Overly complex remote controls
I am nostalgic for an on-off switch. A flotilla of remotes litters the TV console. The odds are against a correct choice. The smallest one, buttons worn smooth, devoid of color or other distinguishing marks, whispers its supremacy over its rivals. I should have photographed, printed, and stuck the picture on the wall as a reference when it birthed from its box three years ago. But I didn’t. I pay the price for my imprudent torpidity.
Password fuckery and other security snafus
Costly apps solve this problem. But the rest of humanity, tight-fisted and budget-conscience, languish in a swamp of notebooks, post-it notes, and dog-eared cheat-sheet-cards forever at the mercy of the ubiquitous and randomly-timed software updates; failure to comply ensures suffering a steady disintegration of your user interface.
Inability to find the starting edge of a roll of tape
This impossible chore is solved by donating all tape to someone else, anyone who does not reside in your home. Invest in a staple gun instead.
Why does it still exist?
Solution: Cut a generous, letter-sized hole in your garage door. Inside your garage, place the recycling bin, hereinafter referred to as “A,” beneath the hole. Engage the assistance of another device. Relocate your paper-shredder, exhibit “B,” adjacent to the recycling bin, A. Once a week, sift the contents of A for anything remotely important and or readable. Put aside for later perusal. Shred remaining paper and add to exhibit C—the compost container.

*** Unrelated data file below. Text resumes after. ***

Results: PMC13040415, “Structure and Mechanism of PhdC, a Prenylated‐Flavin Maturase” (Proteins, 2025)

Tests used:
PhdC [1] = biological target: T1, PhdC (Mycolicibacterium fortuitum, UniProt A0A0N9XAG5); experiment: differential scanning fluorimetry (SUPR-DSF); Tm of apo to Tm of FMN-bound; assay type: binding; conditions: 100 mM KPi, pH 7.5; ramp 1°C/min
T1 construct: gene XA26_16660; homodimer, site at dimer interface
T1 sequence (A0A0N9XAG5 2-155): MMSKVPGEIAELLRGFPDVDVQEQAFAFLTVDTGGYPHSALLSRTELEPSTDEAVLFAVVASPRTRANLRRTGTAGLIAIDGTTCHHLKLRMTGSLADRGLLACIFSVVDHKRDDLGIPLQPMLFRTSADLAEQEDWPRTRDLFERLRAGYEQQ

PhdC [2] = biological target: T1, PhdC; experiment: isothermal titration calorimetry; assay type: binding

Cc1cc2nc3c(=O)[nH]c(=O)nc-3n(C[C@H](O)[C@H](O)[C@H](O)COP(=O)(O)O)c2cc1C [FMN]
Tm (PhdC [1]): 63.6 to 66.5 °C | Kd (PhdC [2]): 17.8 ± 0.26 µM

Three points of contentious housekeeping:
Firstly, strictly speaking, snoring is not a modern issue. Snoring has always been a universal irritation since our days in the caves. However, it is an ongoing annoyance in our contemporary world.
Secondly, snoring is a problem for the snoree, not the snorer. The snorer snoozes away oblivious to the vibration and deafening noise levels he or she or it emits. However, the snoree, the person lying next to the snorer, is the sufferer.
Thirdly this, like so many of the aforementioned issues, is unfixable. While there are coping strategies for the snooree, none are fruitful. Similarly, the fixes available to the snorer—type “snoring remedies” into any search engine— are legion, expensive, and unproven in their efficaciousness.
Those, above, are the tip of my iceberg. The other two-thirds, below the waterline, are on fire. Just like my patience.
About the Author
Madeline McEwen [she/her] has enjoyed publication in a variety of different outlets both online and in traditional print. Her fiction and non-fiction focuses primarily on disabilities [ableism] and humor.
She has numerous short stories and a few stand-alone novelettes. Her latest short story, Stepping On Snakes, appears in the Me Too Anthology edited by Elizabeth Zelvin published by Level Best Books, and Benevolent Dictatorship published in Low Down Dirty Vote Volume II edited by Mysti Berry.